Report

Peace Talks to Begin This Weekend as Violence Continues in Yemen

The parties to Yemen’s civil war will begin peace talks in Geneva on Sunday. With the negotiations two days away, the United Nations has provided additional details. “The talks will start as proximity talks, which means the envoy will be shuttling between the two groups in the hope that he can bring them together during ...

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The parties to Yemen’s civil war will begin peace talks in Geneva on Sunday. With the negotiations two days away, the United Nations has provided additional details. “The talks will start as proximity talks, which means the envoy will be shuttling between the two groups in the hope that he can bring them together during these consultations,” U.N. spokesman Ahmed Fawzi told reporters in Geneva. “The Special Envoy hopes, and the Secretary-General hopes, that the Geneva consultation on Yemen will create a new dynamic that will build confidence between the Yemeni actors and yield concrete benefits for the population, especially reduced violence and increased access to humanitarian aid and basic services.”

Violence in Yemen has continued unabated despite the upcoming talks. This morning, a Saudi airstrike hit Sanaa’s old city neighborhood, destroying three houses in a designated UNESCO World Heritage site. Yemen’s humanitarian crisis has also continued to worsen. At least 20 million people in Yemen — a staggering 80 percent of the country — are in need of some sort of humanitarian aid, according to UNICEF’s latest report.

Jabhat al-Nusra Massacres Druze Despite Promise to Protect Minorities

At least 20 Druze Syrians were killed by the Jabhat al-Nusra in an attack in Qalb Lawzah in Idlib province on Wednesday. Nusra fighters had reportedly been pressuring Druze residents in the town to convert to Salafism. The murders have Druze leaders questioning their tenuous detente with Nusra. Leaders and supporters of Jabhat al-Nusra have been on a public relations blitz recently, trying to convince people that it is not as radical as the Islamic State and that it will protect minority rights.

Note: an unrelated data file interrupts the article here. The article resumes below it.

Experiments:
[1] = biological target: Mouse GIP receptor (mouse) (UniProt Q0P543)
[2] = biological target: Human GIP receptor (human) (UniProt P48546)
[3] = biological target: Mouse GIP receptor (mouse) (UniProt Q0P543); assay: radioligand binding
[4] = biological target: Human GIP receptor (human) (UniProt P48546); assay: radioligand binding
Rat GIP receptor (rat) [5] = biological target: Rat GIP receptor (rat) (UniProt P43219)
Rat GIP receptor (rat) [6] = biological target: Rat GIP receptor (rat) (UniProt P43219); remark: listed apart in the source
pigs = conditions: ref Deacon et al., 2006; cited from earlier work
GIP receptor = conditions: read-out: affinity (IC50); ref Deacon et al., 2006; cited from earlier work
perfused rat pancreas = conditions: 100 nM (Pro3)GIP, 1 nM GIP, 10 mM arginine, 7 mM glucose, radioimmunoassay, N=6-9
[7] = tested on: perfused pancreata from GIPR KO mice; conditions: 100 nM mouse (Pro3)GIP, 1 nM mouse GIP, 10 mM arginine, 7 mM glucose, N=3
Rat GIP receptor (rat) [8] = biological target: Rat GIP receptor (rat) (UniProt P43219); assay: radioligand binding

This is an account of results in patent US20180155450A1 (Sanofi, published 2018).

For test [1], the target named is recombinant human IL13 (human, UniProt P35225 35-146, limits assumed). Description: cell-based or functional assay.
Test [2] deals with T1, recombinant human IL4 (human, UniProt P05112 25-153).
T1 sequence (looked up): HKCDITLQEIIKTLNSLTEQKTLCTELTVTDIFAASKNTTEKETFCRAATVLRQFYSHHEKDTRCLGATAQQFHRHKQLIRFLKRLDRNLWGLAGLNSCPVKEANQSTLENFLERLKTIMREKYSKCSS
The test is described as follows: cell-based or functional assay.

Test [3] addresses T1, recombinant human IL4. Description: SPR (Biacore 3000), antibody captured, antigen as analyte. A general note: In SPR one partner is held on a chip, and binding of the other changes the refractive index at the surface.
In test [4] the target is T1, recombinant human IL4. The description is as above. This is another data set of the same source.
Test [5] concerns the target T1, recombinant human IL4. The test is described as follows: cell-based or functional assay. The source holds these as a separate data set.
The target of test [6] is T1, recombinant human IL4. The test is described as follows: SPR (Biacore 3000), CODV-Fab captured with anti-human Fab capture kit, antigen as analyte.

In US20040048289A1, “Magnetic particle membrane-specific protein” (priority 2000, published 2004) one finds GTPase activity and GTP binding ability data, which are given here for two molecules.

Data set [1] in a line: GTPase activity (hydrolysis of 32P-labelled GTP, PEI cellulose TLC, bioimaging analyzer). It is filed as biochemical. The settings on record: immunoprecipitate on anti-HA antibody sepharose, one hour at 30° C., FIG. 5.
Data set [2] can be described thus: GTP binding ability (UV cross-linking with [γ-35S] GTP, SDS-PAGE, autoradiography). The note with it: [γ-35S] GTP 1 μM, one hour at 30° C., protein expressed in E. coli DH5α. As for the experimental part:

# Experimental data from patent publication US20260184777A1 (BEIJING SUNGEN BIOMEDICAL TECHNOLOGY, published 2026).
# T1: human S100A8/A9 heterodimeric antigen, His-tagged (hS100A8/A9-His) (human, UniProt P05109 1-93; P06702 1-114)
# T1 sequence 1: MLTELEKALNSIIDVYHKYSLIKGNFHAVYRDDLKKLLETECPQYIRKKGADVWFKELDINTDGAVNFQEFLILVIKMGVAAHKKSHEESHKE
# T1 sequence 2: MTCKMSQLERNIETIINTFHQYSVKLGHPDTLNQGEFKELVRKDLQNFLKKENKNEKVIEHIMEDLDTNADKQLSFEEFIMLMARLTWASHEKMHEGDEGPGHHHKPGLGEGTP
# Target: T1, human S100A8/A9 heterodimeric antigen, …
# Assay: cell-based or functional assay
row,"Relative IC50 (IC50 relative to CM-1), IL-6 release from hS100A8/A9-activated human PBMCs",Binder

Headlines

  • U.S. Chairman of the Joint Chiefs Gen. Martin Dempsey said the United States is considering new operations at several more Iraqi bases, allowing “lily pads” for partner forces near the front lines of the fight against the Islamic State.

 

  • A new wave of thousands of refugees is flooding the Turkish-Syrian border, displaced by a U.S.-supported Kurdish offensive in northeastern Syria.

 

  • The Israeli military announced it would press charges against soldiers who looted several hundred dollars worth from a destroyed home during the 2014 Gaza war, but said investigations found nothing illegal about several controversial attacks that resulted in civilian deaths.

 

  • The Saudi government has postponed the lashing of Raif Badawi, who is serving a 10 year and 1,000 lash sentence for writing blog posts critical of the government; the Saudi Ministry of Foreign Affairs issued a statement denouncing criticisms by foreign governments and rights groups as “interference.”

 

  • The Gulf Cooperation Council has issued a joint statement in defense of Qatar, which is under pressure for using corrupt practices and committing human rights abuses to host and prepare for the 2022 World Cup.

Arguments and Analysis

Egypt won’t declare Hamas a terror group. What does that mean?” (Zack Gold, Haaretz)

“Egypt has a strong interest in calling Hamas a terrorist organization. It fits Cairo’s narrative about the Muslim Brotherhood and political Islam, provides a foreign enemy on which to focus, and helps explain why the military is struggling to defeat Sinai militancy. For all of Cairo’s rhetoric against Hamas, though, placing it on Egypt’s list of terrorist organizations went too far.”

 

What the HDP Success Means for Turkey” (Burcu Ozcelik, Sada)

“The [People’s Democratic Party] HDP has been handed a mandate to represent a medley of ideologically diverse voters, including a mix of anti-government protesters, environmentalists, and religiously conservative Kurds. Provincial and district level election results suggest that this latter group constitutes the lion’s share of the HDP’s new voters. But elements of the Kurdish vote, both within the conservative bloc and among nationalists, may grow uneasy with HDP politicians crediting the electoral win with a leftist platform that could come at the expense of a Kurdish-first posture and identity. The HDP may struggle to accommodate identity-based demands from its stronghold in Kurdish areas while continuing to act as a party that represents a wide cross-section of voters across Turkey. But what the HDP can do with its new seats remains unclear.”

 

-J. Dana Stuster

MOHAMMED HUWAIS/AFP/Getty Images

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